Ethical Issues in Multiplex Genetic Testing

Abstract

As a result of technological advancements, multiplex (or multigene) genetic tests are increasingly available both inside and outside the clinical setting. Multiplex genetic tests include: expanded carrier screening (ECS), preimplantation genetic testing (PGT), prenatal genetic diagnosis (PND), newborn screening (NBS), predictive genetic testing, diagnostic genetic testing, whole‐genome sequencing (WGS) and whole‐exome sequencing (WES). Many of these tests include dozens – even hundreds – of genes that are associated with a wide range of genetic conditions. While multiplex genetic tests have significant advantages over more targeted approaches, they also raise ethical concerns, related to informed consent, the implications of genetic selection and uncertainty. Outside the clinical setting, direct‐to‐consumer (DTC) genetic testing also raises a set of ethical concerns, including some that are specific to the DTC model.

Key Concepts

  • Multiplex genetic testing has important advantages over targeted approaches, including efficiency, cost‐effectiveness and the detection of unanticipated genetic risks.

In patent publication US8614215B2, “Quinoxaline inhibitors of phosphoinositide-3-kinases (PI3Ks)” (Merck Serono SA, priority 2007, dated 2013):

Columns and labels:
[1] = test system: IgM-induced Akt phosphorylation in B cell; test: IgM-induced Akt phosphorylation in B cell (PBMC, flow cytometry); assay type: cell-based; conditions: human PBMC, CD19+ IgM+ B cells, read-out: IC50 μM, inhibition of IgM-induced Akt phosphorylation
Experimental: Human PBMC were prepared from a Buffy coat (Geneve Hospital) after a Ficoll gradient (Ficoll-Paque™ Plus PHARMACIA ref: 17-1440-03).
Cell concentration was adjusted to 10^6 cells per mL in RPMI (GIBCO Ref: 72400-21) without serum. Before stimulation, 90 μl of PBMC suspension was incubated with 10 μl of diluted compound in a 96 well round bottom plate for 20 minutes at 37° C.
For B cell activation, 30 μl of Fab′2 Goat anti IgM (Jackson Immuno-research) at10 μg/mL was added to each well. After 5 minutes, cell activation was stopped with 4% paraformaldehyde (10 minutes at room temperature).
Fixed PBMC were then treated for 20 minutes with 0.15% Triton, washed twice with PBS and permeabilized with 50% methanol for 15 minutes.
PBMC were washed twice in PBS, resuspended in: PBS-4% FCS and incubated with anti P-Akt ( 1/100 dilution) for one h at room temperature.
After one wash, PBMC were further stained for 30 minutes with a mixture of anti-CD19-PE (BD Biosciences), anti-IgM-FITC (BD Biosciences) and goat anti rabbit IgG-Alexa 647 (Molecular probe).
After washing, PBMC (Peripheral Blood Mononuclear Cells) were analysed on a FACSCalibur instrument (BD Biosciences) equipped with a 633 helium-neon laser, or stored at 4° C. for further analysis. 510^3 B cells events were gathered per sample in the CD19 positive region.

• There are different types of multiplex genetic tests.
  • Multiplex genetic testing raises ethical concerns about informed consent, the implications of genetic selection and uncertainty.
  • Obtaining informed consent to multiplex genetic testing is challenging because multiplex tests often analyse genes that are associated with a range of diseases, penetrance estimates and medical management strategies.
  • Genetic testing, particularly of embryos and fetuses, raises ethical concerns about genetic selection for or against certain traits.
  • Multiplex genetic tests can lead to significant uncertainty for patients interested in learning about their own genetic risks or those of their current or future children.
  • Multiplex genetic testing is increasingly available through direct‐to‐consumer (DTC) platforms, raising unique ethical questions about the nature of informed consent outside the clinical setting.
  • In order to realise the promise of multiplex genetic tests, there is a need to continue studying the risks and benefits of different types of tests by collecting and evaluating outcome data.

Keywords: multiplex; multigene; genetic; testing; screening; direct‐to‐consumer; DTC

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How to Cite close
Kilbride, Madison, and Bradbury, Angela(Jul 2020) Ethical Issues in Multiplex Genetic Testing. In: eLS. John Wiley & Sons Ltd, Chichester. http://www.els.net [doi: 10.1002/9780470015902.a0005642.pub3]